The house was bubble-gum pink. The narration heard through Dr. Dre headphones was based on a 1976 short film, “The Girl Chewing Gum.” Coincidence? Most likely. In describing the gigantic three-wing house he commissioned as the centerpiece of his spring collection, Marc Jacobs likened the facade’s hue to Pepto-Bismol.

The two relate in that both were major elements in Jacobs’ wonderfully weird show on Thursday. A major showman, he staged for spring a performance-art piece worked around a stellar collection based on a single, mundane concept: uniforms. It started with the colors — “They’re kind of invisible colors,” Jacobs said during a preview. “Then, I started thinking about uniforms and decoration and anonymity and the idea of uniforms and youth culture. Uniforms used to be a symbol of rebellion and protest. And now, it doesn’t mean anything. It’s just what you wear.”


Jacobs rejects the idea of reading deep thought into an outfit. But at the end of a long New York Fashion Week, it’s great to read some thoughts into the clothes parading by. In a welcome expression of fashion irony, he perverted the uniform’s anonymity into something flamboyant and memorable, even in that fade-away palette of olive, tan and blues. Flirty, hyper-sculpted minis. Long, shapeless schoolgirl dresses. Slouchy overalls. Cropped cargo pants. Waist-conscious jackets cut with militaristic precision. Giant sweats cut with room for two. Cargo pockets abounded, here, there and everywhere. As for other decoration, after intense research of institutions from the Girl Scouts to the Army, Jacobs represented the idea of badges and medals with huge resin cabochons, often set into guipure. The only exception to his no-sparkle approach: the shoes, blatant appropriations of Dr. Scholl’s, but in velvet with pavé crystal buckles.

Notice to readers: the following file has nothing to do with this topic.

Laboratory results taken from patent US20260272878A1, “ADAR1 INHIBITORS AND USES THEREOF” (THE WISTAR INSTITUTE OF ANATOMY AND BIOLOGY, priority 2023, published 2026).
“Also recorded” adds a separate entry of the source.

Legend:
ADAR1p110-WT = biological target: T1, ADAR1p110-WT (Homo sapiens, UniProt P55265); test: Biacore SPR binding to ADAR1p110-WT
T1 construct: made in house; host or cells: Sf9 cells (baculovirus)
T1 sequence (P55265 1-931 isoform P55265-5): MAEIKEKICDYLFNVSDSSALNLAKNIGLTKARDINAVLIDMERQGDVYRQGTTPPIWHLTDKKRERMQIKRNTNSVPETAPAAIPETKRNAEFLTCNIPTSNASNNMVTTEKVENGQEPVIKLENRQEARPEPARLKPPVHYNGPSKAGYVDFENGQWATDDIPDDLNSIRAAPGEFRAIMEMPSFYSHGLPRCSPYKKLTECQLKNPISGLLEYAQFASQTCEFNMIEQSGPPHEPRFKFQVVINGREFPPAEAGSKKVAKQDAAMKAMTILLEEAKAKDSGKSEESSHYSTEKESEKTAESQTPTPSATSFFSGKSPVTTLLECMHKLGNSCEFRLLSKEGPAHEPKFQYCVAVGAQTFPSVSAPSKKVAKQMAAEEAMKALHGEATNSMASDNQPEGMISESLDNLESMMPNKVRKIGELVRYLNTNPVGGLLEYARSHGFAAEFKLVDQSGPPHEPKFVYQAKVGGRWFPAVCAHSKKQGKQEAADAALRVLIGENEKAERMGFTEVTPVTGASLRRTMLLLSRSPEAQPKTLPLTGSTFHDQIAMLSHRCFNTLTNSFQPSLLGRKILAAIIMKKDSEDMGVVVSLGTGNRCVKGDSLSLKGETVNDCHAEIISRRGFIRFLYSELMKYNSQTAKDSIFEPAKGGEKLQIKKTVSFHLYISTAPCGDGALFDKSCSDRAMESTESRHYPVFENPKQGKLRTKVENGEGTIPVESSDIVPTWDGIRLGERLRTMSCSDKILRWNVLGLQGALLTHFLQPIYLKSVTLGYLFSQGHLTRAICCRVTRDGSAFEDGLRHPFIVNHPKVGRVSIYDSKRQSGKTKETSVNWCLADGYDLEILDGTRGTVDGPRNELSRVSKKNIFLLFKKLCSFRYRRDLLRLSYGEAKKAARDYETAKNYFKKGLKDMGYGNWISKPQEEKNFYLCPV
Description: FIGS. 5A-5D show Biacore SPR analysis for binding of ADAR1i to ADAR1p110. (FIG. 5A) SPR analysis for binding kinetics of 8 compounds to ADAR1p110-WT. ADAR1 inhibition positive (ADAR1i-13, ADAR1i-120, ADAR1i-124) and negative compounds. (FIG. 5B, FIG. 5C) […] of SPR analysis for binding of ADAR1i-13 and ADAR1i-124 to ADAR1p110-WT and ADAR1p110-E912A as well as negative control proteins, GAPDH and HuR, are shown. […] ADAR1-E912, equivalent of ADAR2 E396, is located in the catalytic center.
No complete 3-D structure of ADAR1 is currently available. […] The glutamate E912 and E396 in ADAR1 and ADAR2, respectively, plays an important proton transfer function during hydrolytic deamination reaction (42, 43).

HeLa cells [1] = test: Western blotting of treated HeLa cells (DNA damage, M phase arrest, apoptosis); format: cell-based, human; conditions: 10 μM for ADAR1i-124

Razor-focused as it was, those paying attention could see range — sexy dress here, I-don’t-want-a-guy dress there — and the insertions of what might be considered house codes. Case in point: The embellished sweats that continued from last spring’s tasselled Victorians and fall’s indiscreet Coca-Cola homage.

As for the pink house, Jacobs said it had nothing to do with anything in particular, except that it looked happy. And it brought the New York shows to a close on a delightfully high note.